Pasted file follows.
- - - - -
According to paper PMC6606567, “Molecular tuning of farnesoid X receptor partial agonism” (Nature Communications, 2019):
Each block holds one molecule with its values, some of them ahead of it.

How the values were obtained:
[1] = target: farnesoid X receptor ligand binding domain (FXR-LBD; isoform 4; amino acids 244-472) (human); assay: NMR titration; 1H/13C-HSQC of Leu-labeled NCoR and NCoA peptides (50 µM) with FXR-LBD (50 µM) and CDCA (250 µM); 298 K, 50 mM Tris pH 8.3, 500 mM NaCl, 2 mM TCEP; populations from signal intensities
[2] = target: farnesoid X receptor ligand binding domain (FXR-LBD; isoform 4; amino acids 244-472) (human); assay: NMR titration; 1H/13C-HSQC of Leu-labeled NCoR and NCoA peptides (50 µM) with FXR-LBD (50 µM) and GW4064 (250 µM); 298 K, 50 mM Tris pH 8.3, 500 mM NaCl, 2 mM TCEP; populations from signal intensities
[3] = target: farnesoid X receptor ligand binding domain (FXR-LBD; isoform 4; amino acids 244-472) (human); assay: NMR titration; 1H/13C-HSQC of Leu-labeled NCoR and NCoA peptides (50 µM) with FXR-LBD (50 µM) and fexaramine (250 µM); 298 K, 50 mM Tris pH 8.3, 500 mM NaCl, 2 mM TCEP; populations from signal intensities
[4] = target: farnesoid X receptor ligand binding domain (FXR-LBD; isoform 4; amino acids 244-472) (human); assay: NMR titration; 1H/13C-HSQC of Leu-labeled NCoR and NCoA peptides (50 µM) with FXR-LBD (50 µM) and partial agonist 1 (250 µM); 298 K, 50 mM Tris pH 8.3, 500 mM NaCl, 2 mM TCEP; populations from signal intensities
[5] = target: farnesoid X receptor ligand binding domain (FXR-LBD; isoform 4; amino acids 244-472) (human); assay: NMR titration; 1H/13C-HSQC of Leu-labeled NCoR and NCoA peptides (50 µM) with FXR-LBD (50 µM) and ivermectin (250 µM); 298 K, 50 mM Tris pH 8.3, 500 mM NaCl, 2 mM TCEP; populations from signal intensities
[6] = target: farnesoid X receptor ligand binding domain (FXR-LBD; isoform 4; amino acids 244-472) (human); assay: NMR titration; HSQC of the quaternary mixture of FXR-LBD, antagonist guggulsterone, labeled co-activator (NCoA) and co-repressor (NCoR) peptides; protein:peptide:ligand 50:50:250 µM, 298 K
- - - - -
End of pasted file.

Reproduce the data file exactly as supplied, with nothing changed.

According to paper PMC6606567, “Molecular tuning of farnesoid X receptor partial agonism” (Nature Communications, 2019):
Each block holds one molecule with its values, some of them ahead of it.

How the values were obtained:
[1] = target: farnesoid X receptor ligand binding domain (FXR-LBD; isoform 4; amino acids 244-472) (human); assay: NMR titration; 1H/13C-HSQC of Leu-labeled NCoR and NCoA peptides (50 µM) with FXR-LBD (50 µM) and CDCA (250 µM); 298 K, 50 mM Tris pH 8.3, 500 mM NaCl, 2 mM TCEP; populations from signal intensities
[2] = target: farnesoid X receptor ligand binding domain (FXR-LBD; isoform 4; amino acids 244-472) (human); assay: NMR titration; 1H/13C-HSQC of Leu-labeled NCoR and NCoA peptides (50 µM) with FXR-LBD (50 µM) and GW4064 (250 µM); 298 K, 50 mM Tris pH 8.3, 500 mM NaCl, 2 mM TCEP; populations from signal intensities
[3] = target: farnesoid X receptor ligand binding domain (FXR-LBD; isoform 4; amino acids 244-472) (human); assay: NMR titration; 1H/13C-HSQC of Leu-labeled NCoR and NCoA peptides (50 µM) with FXR-LBD (50 µM) and fexaramine (250 µM); 298 K, 50 mM Tris pH 8.3, 500 mM NaCl, 2 mM TCEP; populations from signal intensities
[4] = target: farnesoid X receptor ligand binding domain (FXR-LBD; isoform 4; amino acids 244-472) (human); assay: NMR titration; 1H/13C-HSQC of Leu-labeled NCoR and NCoA peptides (50 µM) with FXR-LBD (50 µM) and partial agonist 1 (250 µM); 298 K, 50 mM Tris pH 8.3, 500 mM NaCl, 2 mM TCEP; populations from signal intensities
[5] = target: farnesoid X receptor ligand binding domain (FXR-LBD; isoform 4; amino acids 244-472) (human); assay: NMR titration; 1H/13C-HSQC of Leu-labeled NCoR and NCoA peptides (50 µM) with FXR-LBD (50 µM) and ivermectin (250 µM); 298 K, 50 mM Tris pH 8.3, 500 mM NaCl, 2 mM TCEP; populations from signal intensities
[6] = target: farnesoid X receptor ligand binding domain (FXR-LBD; isoform 4; amino acids 244-472) (human); assay: NMR titration; HSQC of the quaternary mixture of FXR-LBD, antagonist guggulsterone, labeled co-activator (NCoA) and co-repressor (NCoR) peptides; protein:peptide:ligand 50:50:250 µM, 298 K